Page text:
ST. PAUL, Minn. -- There was much for the Penguins to celebrate after a 4-2 victory Thursday night in Winnipeg.
* A Metropolitan Division championship.
* Defenseman Paul Martin's wildly successful return to the lineup after an 18-game absence.
* A defensive effort that limited the Jets to 15 shots, just two more than the franchise record for a road game.
But there was something else that, while easily overlooked, had to be encouraging for the Penguins: They didn't allow the Jets to score on three tries with the extra man.
Now, that might not seem like much of a feat -- Winnipeg's power play ranks in the bottom-quarter of the league, and had just a few opportunities -- but, considering how the Penguins' penalty-killing has struggled in recent weeks, it was noteworthy.
And if the Penguins can turn in that kind of short-handed work again when they face Minnesota at 8:08 p.m. today at Xcel Energy Center, it might indicate that their penalty-killing is moving back toward the level it reached so frequently in the first three-quarters of this season.
It was the best in the league for much of the season until it began to struggle a dozen games ago.
In the 11 games before a victory in Winnipeg, the Penguins allowed nine goals in 34 short-handed situations, a kill rate of just 73.5 percent. Only three times in that span did they prevent opponents from scoring with the man-advantage.
Not coincidentally, they were two games below .500 [4-6-1] in those 11 games. Before that stretch, the Penguins had killed 87.1 percent of the penalties they received and were 27 games above .500 [44-17-4].
A lot of factors, from goaltending to the willingness of players to block shots to clearing rebounds efficiently, influence the quality of a penalty-kill, and a breakdown in just one area can undermine an otherwise effective performance.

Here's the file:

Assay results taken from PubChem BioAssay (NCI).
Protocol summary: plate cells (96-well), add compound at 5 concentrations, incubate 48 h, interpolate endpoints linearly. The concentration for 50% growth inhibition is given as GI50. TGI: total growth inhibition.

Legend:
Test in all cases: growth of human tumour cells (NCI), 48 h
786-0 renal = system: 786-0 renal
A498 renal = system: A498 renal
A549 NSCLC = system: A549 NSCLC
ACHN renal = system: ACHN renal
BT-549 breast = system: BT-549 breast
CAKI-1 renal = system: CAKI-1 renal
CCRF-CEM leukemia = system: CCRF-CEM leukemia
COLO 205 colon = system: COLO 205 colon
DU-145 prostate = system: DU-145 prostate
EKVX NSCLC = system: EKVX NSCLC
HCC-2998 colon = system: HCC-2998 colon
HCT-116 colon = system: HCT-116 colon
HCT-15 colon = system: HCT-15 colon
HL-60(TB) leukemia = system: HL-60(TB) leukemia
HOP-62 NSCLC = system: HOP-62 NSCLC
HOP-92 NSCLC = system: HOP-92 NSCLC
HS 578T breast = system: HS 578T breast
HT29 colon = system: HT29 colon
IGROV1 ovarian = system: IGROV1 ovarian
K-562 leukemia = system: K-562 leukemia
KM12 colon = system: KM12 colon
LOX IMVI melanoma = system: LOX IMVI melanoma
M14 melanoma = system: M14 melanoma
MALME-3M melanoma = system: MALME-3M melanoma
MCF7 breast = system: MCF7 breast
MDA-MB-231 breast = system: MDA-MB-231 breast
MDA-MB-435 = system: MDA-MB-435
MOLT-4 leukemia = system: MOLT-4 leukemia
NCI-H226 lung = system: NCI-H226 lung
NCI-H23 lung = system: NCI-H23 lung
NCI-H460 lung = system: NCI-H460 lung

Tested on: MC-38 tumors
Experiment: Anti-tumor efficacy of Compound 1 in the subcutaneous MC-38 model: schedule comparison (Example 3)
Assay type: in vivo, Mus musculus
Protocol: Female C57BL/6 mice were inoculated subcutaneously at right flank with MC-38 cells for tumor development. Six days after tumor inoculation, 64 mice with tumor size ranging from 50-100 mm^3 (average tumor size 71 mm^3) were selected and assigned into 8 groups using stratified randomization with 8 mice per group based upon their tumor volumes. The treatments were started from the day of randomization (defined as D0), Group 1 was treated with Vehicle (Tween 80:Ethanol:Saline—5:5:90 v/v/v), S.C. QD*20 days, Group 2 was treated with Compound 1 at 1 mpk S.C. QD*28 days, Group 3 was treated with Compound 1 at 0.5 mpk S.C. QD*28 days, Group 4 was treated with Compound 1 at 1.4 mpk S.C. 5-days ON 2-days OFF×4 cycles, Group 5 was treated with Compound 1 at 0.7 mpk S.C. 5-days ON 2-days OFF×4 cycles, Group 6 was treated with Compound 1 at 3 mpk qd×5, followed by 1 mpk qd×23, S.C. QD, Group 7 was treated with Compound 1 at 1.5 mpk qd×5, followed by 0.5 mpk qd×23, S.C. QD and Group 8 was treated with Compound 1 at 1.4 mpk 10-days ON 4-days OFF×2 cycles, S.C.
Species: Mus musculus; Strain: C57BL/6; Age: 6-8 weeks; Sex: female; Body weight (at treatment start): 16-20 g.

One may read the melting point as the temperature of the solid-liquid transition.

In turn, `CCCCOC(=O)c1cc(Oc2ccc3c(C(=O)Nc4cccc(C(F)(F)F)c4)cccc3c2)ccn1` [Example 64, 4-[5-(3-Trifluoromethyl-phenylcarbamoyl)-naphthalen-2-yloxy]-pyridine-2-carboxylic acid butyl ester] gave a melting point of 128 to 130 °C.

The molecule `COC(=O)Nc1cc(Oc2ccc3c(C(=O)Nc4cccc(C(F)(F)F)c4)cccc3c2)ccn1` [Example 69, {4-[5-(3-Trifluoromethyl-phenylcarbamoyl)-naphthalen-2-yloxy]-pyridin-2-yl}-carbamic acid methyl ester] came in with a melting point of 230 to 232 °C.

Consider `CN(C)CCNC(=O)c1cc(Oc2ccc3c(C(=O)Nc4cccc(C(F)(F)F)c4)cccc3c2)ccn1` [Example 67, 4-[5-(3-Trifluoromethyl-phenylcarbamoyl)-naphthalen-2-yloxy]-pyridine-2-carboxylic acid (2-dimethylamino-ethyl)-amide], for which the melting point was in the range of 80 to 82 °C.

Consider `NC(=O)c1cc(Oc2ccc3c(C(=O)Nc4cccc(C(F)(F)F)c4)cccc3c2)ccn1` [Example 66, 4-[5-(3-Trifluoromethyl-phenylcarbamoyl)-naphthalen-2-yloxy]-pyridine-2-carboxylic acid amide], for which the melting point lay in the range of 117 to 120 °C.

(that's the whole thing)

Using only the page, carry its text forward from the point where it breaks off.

For the Penguins, the primary problem of late has been a frequent inability to get the puck deep into the opponents' zone, and, sometimes, even to get it out of their end.
"There have been a couple of times when we've had chances to clear pucks and haven't gotten them down," center Brandon Sutter said. "It seems like every time that's happened, it's ended up in the back of our net.
"We just have to bear down a little bit more, in terms of getting the puck all the way down the ice and just worry about killing [the penalty] off, not about making plays."
Launching pucks the length of the ice while short-handed isn't always easy. The defending team is, of course, outnumbered and the player attempting to clear the puck often gets possession of it in a less-than-ideal spot, such as in a corner with an attacking player nearly on top of him.
Still, there have been times when the penalty-killers have passed on making what they call a "hard" play -- shooting the puck with as much force as possible, with the sole intent of getting it out of the defensive zone -- and tried to finesse the puck to a teammate, possibly to generate a scoring opportunity.
"We're just trying to be a little too cute," defenseman Rob Scuderi said. "That's not something that usually happens on a [penalty-kill], but I know for myself and for a lot of guys recently, instead of trying to just make a hard play, which you usually have to make on a penalty-kill, we've been trying to do maybe a soft area play for somebody else.
"Sometimes, if you can get good wood on it, the best play is to just hammer it."
The Penguins' penalty-killing success rate has slipped to 85.3 percent, good for fourth in the league before Friday night games.
But because special-teams play is notoriously cyclical -- and because the Penguins have established over an extended period that they can do quality work while down a man -- they seem confident their penalty-killing issues will be resolved before the playoffs begin in about two weeks.
"We have to get back to it, but we obviously have very good penalty-killing players who know how to kill penalties," said assistant coach Tony Granato, who oversees the penalty-killing.
"We have guys who are willing to block shots and we have good goaltending. It's just important to get a little more rhythm than we've had the last couple of weeks."
The Penguins seem certain the six-game, season-ending stretch that began in Winnipeg will provide plenty of opportunities for the penalty-killers to do that.
"There will be lots of penalty-kills yet," Sutter said. "We don't want to have too many of them, but we do want to get better at it and get back to where we were earlier in the year."
NOTE -- The Penguins recalled forward Andrew Ebbett from their AHL affiliate in Wilkes-Barre. He has one assist in seven NHL games this season.
Dave Molinari: Dmolinari@Post-Gazette.com and Twitter @MolinariPG.